By Ola Stepien
Chicago Public Schools offers to teach bilingual courses through the Transitional Bilingual Education Program and the Dual Language Program. Both programs do not receive the same treatment.
The Transitional Bilingual Education Program and Dual Language Program is that Bilingual Program eventually has students taking classes all in English. Meanwhile, the Dual Language Program has students learning both languages for the duration of their entire elementary education. The Dual Language Program is offered at 40 CPS schools, and they’re mainly in gentrified communities in the city. While the Dual Language Program serves English Learning (EL) students, the program takes place in schools where EL students are moving from, like Logan Square and Pilsen, due to the higher cost of living.
Nice White Parents, an investigative podcast from the New York Times by Chana Joffee-Walt, mentions how middle-class white parents promote and help create programs that will only benefit their children. One case was a French Dual Language Program in a neighborhood school where their children went, in a neighborhood school where the languages spoken were English, Spanish, and Arabic.
Read more: How is Illinois handling bilingual teacher vacancies?
According to the University of Chicago, 80% of CPS Students that are EL in kindergarten are fully proficient by the time they’re in the 8th grade. However, most CPS elementary schools that provided the Transitional Bilingual Education Program between 2017 and 2020 failed to meet the district’s expectations.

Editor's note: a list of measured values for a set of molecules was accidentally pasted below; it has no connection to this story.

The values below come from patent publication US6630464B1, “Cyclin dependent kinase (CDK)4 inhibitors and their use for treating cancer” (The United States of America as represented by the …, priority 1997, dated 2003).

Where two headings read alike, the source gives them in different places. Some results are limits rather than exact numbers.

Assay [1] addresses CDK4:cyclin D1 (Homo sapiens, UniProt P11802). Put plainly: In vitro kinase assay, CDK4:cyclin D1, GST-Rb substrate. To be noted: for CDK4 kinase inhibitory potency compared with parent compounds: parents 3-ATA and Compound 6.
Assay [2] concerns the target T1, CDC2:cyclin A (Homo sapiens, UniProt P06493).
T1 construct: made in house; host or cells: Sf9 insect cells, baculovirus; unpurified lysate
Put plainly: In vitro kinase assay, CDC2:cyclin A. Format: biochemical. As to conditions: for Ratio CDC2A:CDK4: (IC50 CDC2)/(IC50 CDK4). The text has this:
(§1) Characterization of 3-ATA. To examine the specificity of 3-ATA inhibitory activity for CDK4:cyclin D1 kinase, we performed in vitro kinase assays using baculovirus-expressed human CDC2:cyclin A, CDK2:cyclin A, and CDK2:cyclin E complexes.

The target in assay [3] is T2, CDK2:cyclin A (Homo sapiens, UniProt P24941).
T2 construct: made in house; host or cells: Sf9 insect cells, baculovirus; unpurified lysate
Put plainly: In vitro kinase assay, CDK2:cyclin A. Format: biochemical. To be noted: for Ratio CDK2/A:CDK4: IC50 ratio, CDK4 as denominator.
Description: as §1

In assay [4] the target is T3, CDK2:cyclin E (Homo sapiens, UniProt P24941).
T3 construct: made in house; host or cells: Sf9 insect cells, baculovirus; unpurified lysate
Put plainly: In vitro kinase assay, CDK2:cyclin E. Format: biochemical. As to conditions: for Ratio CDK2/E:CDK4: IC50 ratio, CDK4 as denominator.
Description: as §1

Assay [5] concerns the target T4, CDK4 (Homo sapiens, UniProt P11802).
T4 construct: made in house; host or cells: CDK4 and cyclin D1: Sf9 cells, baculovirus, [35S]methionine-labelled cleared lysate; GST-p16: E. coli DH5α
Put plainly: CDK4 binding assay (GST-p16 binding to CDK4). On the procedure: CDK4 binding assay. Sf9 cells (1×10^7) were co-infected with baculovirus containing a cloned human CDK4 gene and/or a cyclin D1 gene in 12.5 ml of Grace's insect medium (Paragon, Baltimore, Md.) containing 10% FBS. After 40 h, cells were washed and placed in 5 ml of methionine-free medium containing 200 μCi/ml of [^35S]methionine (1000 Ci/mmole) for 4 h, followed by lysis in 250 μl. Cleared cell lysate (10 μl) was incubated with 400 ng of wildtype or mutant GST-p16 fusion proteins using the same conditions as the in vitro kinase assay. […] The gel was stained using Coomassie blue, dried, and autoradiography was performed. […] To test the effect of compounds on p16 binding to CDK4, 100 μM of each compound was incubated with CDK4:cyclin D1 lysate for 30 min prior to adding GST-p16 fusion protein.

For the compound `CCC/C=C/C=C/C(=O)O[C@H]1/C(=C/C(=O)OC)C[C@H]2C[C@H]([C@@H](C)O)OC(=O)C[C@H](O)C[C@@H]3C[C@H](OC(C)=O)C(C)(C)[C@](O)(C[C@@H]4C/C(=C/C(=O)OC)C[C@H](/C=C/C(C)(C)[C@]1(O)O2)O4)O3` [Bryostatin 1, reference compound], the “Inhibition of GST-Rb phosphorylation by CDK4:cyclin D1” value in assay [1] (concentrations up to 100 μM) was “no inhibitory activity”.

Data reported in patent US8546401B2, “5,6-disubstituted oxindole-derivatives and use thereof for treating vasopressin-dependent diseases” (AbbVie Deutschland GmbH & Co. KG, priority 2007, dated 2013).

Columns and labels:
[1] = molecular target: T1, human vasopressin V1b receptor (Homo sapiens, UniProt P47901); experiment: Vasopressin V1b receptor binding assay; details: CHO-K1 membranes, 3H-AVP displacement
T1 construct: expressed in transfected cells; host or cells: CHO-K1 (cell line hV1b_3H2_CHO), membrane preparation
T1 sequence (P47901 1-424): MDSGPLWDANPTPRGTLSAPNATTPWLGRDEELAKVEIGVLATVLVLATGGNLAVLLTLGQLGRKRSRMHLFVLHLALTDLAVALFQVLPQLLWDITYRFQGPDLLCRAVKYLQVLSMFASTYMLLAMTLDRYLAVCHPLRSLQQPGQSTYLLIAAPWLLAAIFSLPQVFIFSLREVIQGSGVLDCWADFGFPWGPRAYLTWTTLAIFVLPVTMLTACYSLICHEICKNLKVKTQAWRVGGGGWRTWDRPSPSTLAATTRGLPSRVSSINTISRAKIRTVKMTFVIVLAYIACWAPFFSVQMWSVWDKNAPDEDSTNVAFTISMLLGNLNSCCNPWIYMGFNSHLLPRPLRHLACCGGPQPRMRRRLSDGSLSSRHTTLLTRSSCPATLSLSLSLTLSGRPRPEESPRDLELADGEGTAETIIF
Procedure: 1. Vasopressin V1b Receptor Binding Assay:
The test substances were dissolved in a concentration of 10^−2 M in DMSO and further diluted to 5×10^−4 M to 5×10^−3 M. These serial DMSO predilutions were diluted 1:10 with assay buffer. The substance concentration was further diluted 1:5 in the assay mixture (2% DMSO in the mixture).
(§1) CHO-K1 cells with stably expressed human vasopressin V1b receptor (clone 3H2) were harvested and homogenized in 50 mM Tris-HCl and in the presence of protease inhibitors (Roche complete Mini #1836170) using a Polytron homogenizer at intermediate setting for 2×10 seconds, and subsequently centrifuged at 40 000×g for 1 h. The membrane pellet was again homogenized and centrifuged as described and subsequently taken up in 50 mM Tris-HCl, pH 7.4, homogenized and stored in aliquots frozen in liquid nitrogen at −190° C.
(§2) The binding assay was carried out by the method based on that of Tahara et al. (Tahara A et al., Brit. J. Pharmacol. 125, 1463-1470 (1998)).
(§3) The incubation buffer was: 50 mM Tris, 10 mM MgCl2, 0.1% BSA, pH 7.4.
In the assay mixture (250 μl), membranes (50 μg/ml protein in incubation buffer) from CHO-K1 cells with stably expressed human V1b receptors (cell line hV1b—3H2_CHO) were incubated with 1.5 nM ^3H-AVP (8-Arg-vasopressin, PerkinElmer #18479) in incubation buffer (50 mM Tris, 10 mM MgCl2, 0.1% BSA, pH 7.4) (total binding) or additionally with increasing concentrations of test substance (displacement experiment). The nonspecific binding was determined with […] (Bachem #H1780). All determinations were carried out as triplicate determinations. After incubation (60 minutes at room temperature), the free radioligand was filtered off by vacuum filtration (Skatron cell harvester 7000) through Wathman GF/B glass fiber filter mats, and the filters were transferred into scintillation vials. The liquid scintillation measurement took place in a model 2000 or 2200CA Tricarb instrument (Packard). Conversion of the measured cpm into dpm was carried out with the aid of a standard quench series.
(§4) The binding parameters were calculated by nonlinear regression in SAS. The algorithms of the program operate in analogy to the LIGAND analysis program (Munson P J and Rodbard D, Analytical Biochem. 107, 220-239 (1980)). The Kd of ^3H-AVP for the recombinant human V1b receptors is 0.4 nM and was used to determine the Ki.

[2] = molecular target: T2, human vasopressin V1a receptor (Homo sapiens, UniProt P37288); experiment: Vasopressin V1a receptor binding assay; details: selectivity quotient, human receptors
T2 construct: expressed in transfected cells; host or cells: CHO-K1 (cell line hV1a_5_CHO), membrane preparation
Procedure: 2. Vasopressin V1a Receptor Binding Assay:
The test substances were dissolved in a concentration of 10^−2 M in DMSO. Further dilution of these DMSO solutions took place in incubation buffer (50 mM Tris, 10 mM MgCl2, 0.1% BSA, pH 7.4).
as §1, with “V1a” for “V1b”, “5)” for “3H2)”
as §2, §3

Teachers are entitled to offer instruction in students’ native languages, and schools need to have bilingual teachers and must serve students with disabilities. In addition, students must have connections with their teachers. According to Brookings Institution, when Latino students have Latino teachers- they take more advanced courses during their academic careers. When Black students have Black teachers- they perform better on math and English assessments.
Establishing a more diverse environment, especially with language learning, is crucial for students learning a second language. However, almost half of the teachers at CPS are white, not matching the race demographics of the students, creating a barrier between the teachers and the students. Yet, there could be light at the end of the tunnel with the new Chicago Bilingual Teacher Residency Program, a program trying to gain new teachers who are linguistically and racially diverse into the workforce.